Foundations, a student development series that started last year, assists students in building the foundation for essential life skills, including leadership, career development, financial wellness, community involvement, healthy relationships, self-care and physical health and nutrition. Each semester, undergraduate students who…
Sustainability Book Discussion Series Begins Feb. 7
The Office of Sustainability Initiatives will sponsor a Sustainability Book Discussion Series this semester, offering members of the University community opportunities to learn about and discuss important new books with sustainability themes.
All events will take place in Bird Library, Room 123, on Fridays at 1 p.m. Space is limited; those planning to attend are asked to R.S.V.P. to Rachel May at firstname.lastname@example.org.
Each book is available in Bird Library, and attendees are encouraged to look at them in advance of the sessions. The sessions and the books are:
Feb. 7: “Lifeblood: Oil, Freedom, and the Forces of Capital” by Matt Huber (University of Minnesota Press, 2013)
Huber is an assistant professor of geography in SU’s Maxwell School of Citizenship and Public Affairs. He will be on hand to lead a discussion of the role of oil consumption in American popular culture and political history.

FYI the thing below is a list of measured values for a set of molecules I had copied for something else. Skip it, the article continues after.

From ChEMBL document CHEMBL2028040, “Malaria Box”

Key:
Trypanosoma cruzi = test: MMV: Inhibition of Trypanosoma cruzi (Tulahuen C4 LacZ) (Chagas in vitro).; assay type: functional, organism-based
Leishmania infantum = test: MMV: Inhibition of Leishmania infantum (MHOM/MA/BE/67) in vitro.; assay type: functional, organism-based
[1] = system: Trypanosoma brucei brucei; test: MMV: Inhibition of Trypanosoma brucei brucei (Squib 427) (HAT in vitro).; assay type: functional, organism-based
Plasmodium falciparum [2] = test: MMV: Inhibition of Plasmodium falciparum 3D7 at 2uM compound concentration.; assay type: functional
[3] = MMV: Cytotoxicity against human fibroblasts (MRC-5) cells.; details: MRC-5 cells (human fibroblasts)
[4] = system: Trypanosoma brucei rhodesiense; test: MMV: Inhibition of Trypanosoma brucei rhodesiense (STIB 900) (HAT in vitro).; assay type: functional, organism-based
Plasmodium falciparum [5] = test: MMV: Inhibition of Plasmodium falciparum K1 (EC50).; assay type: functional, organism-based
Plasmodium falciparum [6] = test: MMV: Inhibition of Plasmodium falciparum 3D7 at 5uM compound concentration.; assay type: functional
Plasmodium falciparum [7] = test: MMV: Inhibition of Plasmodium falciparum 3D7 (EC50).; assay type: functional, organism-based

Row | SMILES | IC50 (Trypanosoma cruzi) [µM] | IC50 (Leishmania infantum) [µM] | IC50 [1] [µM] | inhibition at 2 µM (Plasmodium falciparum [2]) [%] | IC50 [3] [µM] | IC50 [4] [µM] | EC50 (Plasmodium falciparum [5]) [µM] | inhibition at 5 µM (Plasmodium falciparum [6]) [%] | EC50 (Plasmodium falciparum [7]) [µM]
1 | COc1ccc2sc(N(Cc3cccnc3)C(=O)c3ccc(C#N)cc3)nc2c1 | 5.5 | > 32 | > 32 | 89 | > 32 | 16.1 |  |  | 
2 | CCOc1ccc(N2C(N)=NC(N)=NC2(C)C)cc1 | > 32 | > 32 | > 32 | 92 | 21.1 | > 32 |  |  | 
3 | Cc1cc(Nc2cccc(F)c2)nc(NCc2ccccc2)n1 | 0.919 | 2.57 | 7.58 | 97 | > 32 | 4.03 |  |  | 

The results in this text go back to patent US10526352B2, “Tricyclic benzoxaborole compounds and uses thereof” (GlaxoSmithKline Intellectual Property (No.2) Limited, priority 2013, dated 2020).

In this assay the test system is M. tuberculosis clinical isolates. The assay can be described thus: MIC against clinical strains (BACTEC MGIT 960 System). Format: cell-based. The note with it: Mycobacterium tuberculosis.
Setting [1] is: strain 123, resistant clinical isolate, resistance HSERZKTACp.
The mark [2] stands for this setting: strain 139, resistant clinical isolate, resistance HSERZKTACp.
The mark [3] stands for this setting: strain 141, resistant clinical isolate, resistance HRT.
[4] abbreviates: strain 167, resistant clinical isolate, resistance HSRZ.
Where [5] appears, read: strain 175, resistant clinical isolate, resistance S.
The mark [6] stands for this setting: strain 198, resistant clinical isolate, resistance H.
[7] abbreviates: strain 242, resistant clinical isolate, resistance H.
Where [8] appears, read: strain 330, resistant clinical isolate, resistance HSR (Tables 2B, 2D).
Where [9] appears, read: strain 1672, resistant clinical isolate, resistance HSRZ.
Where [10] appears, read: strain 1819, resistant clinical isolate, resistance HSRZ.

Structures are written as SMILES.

March 21: “Evolutionary History: Uniting History and Biology to Understand Life on Earth,” by Edmund Russell (Cambridge University Press, 2011)
This discussion will be led by Robert Wilson, associate professor of geography in the Maxwell School and an environmental historian, and David Althoff, assistant professor of biology in The College of Arts and Sciences. The book investigates the ways human behavior over time has led to changes in other species and whole ecosystems. It is a pioneering foray into scholarship that bridges the humanities and natural sciences.
April 11: “Braiding Sweetgrass: Indigenous Wisdom, Scientific Knowledge and the Teachings of Plants,” by Robin Kimmerer (Milkweed Editions, 2013)
Author Kimmerer will lead the discussion. She is a professor of biology at the SUNY College of Environmental Science and Forestry and director of the Center for Native Peoples and the Environment. An expert on the interactions between “traditional” and “scientific” ecological knowledge, Kimmerer is also an award-winning writer and a storyteller.